‘EU spin on of­fer sug­gested NI would have best of both worlds. That was a lie. We would not’

Belfast Telegraph - - NEWS | POLITICS - Ar­lene Fos­ter MLA

LAST Mon­day evening I trav­elled to Brus­sels along with our MEP Diane Dodds. We had a se­ries of meet­ings ar­ranged with rep­re­sen­ta­tives of the EU27 as well as the EU’s chief ne­go­tia­tor Michel Barnier.

It was in that meet­ing with Michel Barnier and his team that we re­ceived a very clear out­line of the type of post-Brexit ar­range­ment the EU en­vi­sioned for North­ern Ire­land.

The deal on of­fer was cer­tainly unique but as the first State to leave the EU club, any deal will be unique. The EU spin on this of­fer sug­gested that North­ern Ire­land would have the best of both worlds — ie we would have full ac­cess to the EU sin­gle mar­ket and full ac­cess to the UK sin­gle mar­ket. That was a lie. We would not.

Un­der the EU’s plan, Great Bri­tain-based busi­nesses would have a bar­rier when they would seek to trade with North­ern Ire­land. Such a bar­rier cuts right to the heart of what is at stake here. The United King­dom is one na­tion. There should not be in­ter­na­tional-style bor­ders within it.

I am a union­ist. I be­came in­volved in pol­i­tics to build a bet­ter North­ern Ire­land within the United King­dom. Back in June 2017, when we agreed a con­fi­dence-and-sup­ply ar­range­ment with the Con­ser­va­tive Party, cen­tral to it was help­ing North­ern Ire­land fi­nan­cially but also the en­tire United King­dom. I want ev­ery part of the United King­dom to pros­per.

I would not tol­er­ate a trade bar­rier be­tween Eng­land and Wales any more than I would tol­er­ate one be­tween North­ern Ire­land and Great Bri­tain. The dan­gers to the Union and our sin­gle mar­ket were clearly demon­strated by how quickly the SNP de­manded the same for Scot­land as was of­fered to North­ern Ire­land.

Coun­tries like the United King­dom have some re­gional vari­a­tions but what is held in com­mon is what is fun­da­men­tal to make their na­tional mar­kets work. We may pay lower rates here than coun­cil tax in Eng­land. Dif­fer­ent states in the USA would be the same. How­ever, what is made in each part can be sold within those coun­tries with­out ex­tra bar­ri­ers.

In­deed, union­ists who voted Re­main have con­tacted me to ex­press their ve­he­ment op­po­si­tion to any deal which would limit North­ern Ire­land’s ac­cess to the United King­dom sin­gle mar­ket.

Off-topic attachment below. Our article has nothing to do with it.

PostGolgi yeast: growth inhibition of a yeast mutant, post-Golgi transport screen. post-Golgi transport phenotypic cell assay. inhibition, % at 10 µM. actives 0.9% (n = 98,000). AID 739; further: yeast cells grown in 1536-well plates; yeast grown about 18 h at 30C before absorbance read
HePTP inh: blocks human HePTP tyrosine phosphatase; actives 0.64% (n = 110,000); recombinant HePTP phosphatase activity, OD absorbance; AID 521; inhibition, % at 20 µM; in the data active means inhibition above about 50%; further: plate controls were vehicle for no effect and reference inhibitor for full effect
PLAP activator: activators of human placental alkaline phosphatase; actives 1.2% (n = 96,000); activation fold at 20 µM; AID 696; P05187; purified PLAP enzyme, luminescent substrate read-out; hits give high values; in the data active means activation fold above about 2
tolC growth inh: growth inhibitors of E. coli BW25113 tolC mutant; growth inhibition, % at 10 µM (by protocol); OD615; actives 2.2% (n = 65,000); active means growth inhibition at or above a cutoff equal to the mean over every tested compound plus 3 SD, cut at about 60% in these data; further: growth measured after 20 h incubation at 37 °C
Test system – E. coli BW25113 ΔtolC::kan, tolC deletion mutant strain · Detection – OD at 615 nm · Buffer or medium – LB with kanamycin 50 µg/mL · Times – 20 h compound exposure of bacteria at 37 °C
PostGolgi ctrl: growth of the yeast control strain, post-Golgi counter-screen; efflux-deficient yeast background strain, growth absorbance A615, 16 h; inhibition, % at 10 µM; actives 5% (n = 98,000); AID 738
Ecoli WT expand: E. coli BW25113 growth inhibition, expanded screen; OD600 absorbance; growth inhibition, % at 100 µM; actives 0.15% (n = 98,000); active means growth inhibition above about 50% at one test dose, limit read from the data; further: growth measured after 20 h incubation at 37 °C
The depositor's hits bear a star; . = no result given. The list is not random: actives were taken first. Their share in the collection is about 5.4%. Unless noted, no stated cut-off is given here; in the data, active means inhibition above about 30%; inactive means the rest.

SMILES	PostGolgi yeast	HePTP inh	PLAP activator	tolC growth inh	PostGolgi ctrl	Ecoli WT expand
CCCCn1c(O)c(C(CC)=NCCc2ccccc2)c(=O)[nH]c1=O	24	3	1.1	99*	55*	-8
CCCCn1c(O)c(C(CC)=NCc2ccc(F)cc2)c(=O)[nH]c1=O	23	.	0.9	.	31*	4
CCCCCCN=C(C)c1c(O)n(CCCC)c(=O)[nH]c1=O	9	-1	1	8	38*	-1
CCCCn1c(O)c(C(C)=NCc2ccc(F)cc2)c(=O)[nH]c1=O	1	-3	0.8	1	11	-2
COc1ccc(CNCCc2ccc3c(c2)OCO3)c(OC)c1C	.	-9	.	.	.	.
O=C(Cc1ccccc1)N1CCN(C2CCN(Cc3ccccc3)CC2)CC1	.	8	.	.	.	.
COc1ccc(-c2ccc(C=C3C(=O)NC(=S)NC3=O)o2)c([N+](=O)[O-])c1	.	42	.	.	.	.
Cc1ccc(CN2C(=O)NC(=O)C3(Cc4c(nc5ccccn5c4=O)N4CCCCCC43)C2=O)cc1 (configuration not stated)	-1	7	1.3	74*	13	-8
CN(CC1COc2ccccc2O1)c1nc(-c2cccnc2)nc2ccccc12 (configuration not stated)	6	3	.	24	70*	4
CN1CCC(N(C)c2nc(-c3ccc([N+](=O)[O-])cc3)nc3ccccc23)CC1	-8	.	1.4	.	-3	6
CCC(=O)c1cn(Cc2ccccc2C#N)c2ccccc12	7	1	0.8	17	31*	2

How­ever, it would be wrong to think that the DUP are the only peo­ple in Par­lia­ment who see the EU’s pro­posal as un­ac­cept­able. ‘No sea bor­der’ has sup­port across the House of Com­mons.

I be­lieve that the Prime Min­is­ter is in her own be­liefs a com­mit­ted union­ist. How­ever, she should learn from her pre­vi­ous fe­male pre­de­ces­sor, Mar­garet Thatcher. De­spite her union­ist con­vic­tions, oth­ers per­suaded Thatcher to sign the An­glo-Ir­ish Agree­ment. She later deeply re­gret­ted the choice she had made. How­ever, we do not want nor need the re­grets of an­other Prime Min­is­ter. We want the right choices made. We want her to stand by her prin­ci­ples and in­stincts rather than ac­cept­ing a dodgy deal foisted on her by oth­ers.

I fully ap­pre­ci­ate the risks of a ‘no deal’ but the dan­gers of a bad deal are worse. If true to her prin­ci­ples Mrs May would not and should not choose the path to ef­fec­tively cut North­ern Ire­land adrift.

The DUP’s ac­tions this week are not as some have sug­gested about ‘flex­ing mus­cle’. This is no game. Any­one en­gag­ing in this in a light-hearted way fool­ishly fails to grasp the grav­ity of the de­ci­sions we will make in the com­ing weeks.

Over time the gap be­tween UK reg­u­la­tions and EU reg­u­la­tions would only grow. With dou­ble red

DUP’s Ar­lene Fos­ter and Nigel Dodds speak to the Press in Por­ta­d­own yes­ter­day, and (left) Theresa May

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